Wednesday, May 11, 2016

Southern Hospitality

During the early months of the Korean War, I was stationed at Camp Rucker, Alabama.  This post had been boarded up since the end of World War II. The only inhabitants in place were rattlesnakes, and there were plenty of them.

Rucker was just outside the little town of Ozark billed as “The Peanut Capital of the World”. There were few bright lights in Ozark.  Anything in the way of excitement called for getting over to the medium size city of Dothan. There was not much to do in Dothan either, although it did boast of being “The Home of the Early Bird”, a popular program on its radio station.

I have some pleasant memories of my time serving at   posts in Alabama, Louisiana and Georgia.  Many of them were centered around culinary delights such as barbecued shrimp, grits, biscuits and sausage gravy.  I also have some very unpleasant recollections of those months, starting with my first trip using public transportation when the driver yelled to me: “Hey soldier, you get up front now or this bus isn't going to move!” I quickly understood that my hoped-for spot in the rear was where the “colored” sat. Then in rapid fire notice: “Colored entrance”, “Colored fountain”, on and on. Sooner or later we all got the bigger message: There was White. There was Colored.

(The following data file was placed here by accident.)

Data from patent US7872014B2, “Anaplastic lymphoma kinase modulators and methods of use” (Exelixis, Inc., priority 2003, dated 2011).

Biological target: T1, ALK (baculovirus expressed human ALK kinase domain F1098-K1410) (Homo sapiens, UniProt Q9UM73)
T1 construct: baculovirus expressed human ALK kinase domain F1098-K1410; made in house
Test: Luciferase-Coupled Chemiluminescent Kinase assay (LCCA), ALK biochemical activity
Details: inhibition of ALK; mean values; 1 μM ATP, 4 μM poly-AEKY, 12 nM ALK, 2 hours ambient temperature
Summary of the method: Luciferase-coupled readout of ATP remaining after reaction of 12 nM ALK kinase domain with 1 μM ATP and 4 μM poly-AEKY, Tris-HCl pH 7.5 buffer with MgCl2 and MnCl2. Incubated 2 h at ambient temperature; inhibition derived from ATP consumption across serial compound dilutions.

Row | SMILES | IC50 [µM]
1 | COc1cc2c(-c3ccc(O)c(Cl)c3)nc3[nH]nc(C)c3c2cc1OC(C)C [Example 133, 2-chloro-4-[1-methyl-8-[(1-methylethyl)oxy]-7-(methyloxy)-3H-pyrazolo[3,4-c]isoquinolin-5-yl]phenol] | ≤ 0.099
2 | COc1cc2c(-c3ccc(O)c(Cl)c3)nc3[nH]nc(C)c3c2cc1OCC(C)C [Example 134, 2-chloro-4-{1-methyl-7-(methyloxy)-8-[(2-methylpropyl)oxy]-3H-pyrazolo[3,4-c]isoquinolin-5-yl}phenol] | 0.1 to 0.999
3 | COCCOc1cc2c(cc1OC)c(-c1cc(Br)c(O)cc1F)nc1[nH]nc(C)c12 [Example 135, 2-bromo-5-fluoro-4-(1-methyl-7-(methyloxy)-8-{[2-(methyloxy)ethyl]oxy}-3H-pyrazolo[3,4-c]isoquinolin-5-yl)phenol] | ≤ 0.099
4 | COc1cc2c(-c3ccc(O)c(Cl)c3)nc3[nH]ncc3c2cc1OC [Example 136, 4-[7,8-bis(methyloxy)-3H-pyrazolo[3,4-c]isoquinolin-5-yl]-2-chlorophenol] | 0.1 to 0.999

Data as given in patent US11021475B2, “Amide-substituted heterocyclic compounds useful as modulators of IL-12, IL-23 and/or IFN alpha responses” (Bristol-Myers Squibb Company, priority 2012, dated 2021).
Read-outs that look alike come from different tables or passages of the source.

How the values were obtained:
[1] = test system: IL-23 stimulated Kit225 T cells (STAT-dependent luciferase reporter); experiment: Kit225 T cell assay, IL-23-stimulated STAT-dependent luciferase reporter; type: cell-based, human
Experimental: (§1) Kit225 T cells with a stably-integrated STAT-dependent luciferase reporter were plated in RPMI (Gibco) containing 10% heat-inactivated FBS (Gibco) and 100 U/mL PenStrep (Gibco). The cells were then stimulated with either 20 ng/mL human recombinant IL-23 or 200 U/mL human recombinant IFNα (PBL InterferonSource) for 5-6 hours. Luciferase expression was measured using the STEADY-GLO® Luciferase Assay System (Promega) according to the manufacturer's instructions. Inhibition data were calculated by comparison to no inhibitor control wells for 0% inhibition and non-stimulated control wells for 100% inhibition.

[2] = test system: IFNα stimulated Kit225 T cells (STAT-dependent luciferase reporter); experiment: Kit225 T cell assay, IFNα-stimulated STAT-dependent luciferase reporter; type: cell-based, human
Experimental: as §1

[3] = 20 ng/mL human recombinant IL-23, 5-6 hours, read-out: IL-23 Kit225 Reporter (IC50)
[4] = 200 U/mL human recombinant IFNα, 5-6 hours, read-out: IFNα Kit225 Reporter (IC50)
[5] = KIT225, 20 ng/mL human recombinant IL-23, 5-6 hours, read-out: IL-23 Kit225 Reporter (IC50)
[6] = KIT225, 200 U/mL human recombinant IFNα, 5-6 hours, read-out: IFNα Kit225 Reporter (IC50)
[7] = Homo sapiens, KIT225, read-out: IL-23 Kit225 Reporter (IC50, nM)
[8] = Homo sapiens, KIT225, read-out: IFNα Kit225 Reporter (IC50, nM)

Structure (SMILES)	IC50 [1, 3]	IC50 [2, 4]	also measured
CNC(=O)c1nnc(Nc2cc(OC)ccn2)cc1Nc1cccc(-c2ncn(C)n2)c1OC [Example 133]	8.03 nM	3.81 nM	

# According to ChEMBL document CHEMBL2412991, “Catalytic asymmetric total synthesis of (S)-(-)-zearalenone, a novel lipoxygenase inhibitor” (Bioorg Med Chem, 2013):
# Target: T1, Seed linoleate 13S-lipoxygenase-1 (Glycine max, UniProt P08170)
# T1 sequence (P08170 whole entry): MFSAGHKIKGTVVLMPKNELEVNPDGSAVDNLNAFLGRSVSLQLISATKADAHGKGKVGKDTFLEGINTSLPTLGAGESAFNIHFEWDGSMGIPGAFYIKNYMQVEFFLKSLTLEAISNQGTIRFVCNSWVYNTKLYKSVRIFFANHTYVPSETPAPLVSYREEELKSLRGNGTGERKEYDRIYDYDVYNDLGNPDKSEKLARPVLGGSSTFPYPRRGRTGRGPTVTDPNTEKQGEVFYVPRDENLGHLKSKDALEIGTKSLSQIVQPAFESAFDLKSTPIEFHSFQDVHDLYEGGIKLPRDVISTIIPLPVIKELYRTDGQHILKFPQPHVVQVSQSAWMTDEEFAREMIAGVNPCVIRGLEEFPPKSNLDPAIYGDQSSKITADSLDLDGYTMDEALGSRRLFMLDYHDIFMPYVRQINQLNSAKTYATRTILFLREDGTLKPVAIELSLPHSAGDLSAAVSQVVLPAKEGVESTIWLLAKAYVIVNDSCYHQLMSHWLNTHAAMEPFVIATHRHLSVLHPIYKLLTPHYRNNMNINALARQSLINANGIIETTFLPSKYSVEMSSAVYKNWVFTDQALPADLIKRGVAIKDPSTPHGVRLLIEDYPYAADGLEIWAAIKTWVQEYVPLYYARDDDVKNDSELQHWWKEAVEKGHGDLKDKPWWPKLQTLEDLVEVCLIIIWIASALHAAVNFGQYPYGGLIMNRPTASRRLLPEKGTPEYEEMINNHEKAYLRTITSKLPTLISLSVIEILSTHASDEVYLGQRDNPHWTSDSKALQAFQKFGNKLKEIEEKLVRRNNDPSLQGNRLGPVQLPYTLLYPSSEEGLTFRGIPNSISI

Flashing forward a half century, things have changed in a big way. Last week my wife and I were in Georgia to celebrate a granddaughter's wedding. In the dining room of our hotel blacks and whites intermingled for breakfast.  There was no fuss. Same in the swimming pool area. I am sure there are many reasons for modern-day Southern Hospitality, including legal ones.  But I suggest that “good manners” as we used to know them are also a big factor.  All across the board men are called “sir” and women addressed as “ma'am”.  Some may do so with fixed smiles and clenched teeth, but in the main the average person in the 2016 South seems to understand that it is just good business to be friendly and well mannered.

It's nice to be nice.  It benefits all of us.